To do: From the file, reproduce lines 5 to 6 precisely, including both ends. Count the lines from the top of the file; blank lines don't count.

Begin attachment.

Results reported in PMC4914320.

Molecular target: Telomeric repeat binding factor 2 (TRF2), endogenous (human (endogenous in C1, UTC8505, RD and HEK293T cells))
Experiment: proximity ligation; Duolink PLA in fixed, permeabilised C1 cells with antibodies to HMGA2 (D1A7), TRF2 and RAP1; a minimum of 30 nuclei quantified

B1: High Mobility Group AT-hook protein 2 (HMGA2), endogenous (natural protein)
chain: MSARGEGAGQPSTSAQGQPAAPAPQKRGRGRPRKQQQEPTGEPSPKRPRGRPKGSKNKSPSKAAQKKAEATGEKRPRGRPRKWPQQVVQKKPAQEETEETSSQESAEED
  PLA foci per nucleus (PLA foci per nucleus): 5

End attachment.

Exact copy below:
chain: MSARGEGAGQPSTSAQGQPAAPAPQKRGRGRPRKQQQEPTGEPSPKRPRGRPKGSKNKSPSKAAQKKAEATGEKRPRGRPRKWPQQVVQKKPAQEETEETSSQESAEED
  PLA foci per nucleus (PLA foci per nucleus): 5